Those who lived alongside the speaker were able to hear him as he sang. They will remember what they heard and know that he sang his words “to heaven.” There was something else about this speaker that was different. He saw himself as an “exile.” This could be due to the nature of his practice. His art could have set him apart from those around him. Whatever the case may be he did not mind being alone. His exile gave him the opportunity to travel, 

from world to world, from all worlds carried me. 

The passages he wrote whether prose or verse had the power to transport him. The other worlds never left him. They remained within him as he moved through his life. This way, he was never alone. He was always connected to a larger world. 

 

Stanza Three

Spared by the furies, for the Fates were kind,
I paced the pillared cloisters of the mind;
All times my present, everywhere my place,
Nor fear, nor hope, nor envy saw my face.

Throughout his life, the speaker states, he was, 

Spared by the furies, for the Fates were kind. 

During his years on earth, nothing too terrible happened to him. In fact, the “Fates were kind” to him. It seems that he had good luck and was generally happy with his position. The speaker was content to continue to paste the “pillared cloisters” of his mind. 

He outlines his inner life as being quite complex. The speaker had something of a palace he was able to live within his mind. It was filled with pillars. This fact, along with his ability to create other worlds, allowed him peace. 

The speaker was “present” everywhere he wanted to be. Every place he sought became his own. In the final line of this section, he explains that he so contended with his life that he never gave in to “fear,” “hope” or “envy.” He had no need of them. 

 

Stanza Four

Blow what winds would, the ancient truth was mine,
And friendship mellowed in the flush of wine,
And heavenly laughter, shaking from its wings
Atoms of light and tears for mortal things.

In the fourth stanza, the speaker continues to discuss what his life was like. The peace he was able to find during his early days kept him from being bothered by any strange or dark happenings. Whatever the “winds would” blow into his life, nothing could move him. There were no exterior influences that could upset his mental and emotional state. This was all due to the fact that an “ancient truth” was his.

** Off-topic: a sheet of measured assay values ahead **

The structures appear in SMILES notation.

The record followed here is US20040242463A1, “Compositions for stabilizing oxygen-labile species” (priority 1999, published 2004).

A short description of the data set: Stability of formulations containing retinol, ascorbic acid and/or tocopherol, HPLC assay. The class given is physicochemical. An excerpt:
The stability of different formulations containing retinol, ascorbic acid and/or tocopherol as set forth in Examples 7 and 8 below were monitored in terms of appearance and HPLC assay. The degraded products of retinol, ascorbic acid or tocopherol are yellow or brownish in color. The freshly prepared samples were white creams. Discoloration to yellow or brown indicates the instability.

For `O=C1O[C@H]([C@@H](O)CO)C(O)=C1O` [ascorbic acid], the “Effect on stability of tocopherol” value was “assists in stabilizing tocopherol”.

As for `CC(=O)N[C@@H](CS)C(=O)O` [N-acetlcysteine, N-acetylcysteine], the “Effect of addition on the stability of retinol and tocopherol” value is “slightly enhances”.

In addition to an understanding that his life was going to end, his days were filled with friendship. His relationships were full, exciting and satisfying. There were moments of drinking alongside companions and ecstatic happiness through “heavenly laughter.” 

These times of his life were not brief. They filled up his every waking moment. His happiness was so overwhelming that it felt as if “Atoms of light” were coming from his experiences. There were “tears for mortal things” but not sad ones. He did not mourn his own mortality. 

 

Stanza Five

To trembling harmonies of field and cloud,
Of flesh and spirit was my worship vowed.
Let form, let music, let all quickening air
Fulfil in beauty my imperfect prayer.

In the final four lines of ‘The Poet’s Testament’, the speaker moves to discuss the impact he made on the earth. While alive he was able to tap into the “harmonies” of the planet. He felt the beauty of “field and cloud” and worshiped these features. As mentioned previously, it did not matter to him that one day he would lose his life. The fact that he knew this world at all was enough. 

In the final lines, he asks that what he made, his “imperfect prayer,” is enhanced. He desires the beautiful forces that inspired him while he was alive come together. Perhaps they will “fulfill in beauty” the parts of his prayer that were not fully resolved. 

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About
Emma graduated from East Carolina University with a BA in English, minor in Creative Writing, BFA in Fine Art, and BA in Art Histories. Literature is one of her greatest passions which she pursues through analyzing poetry on Poem Analysis.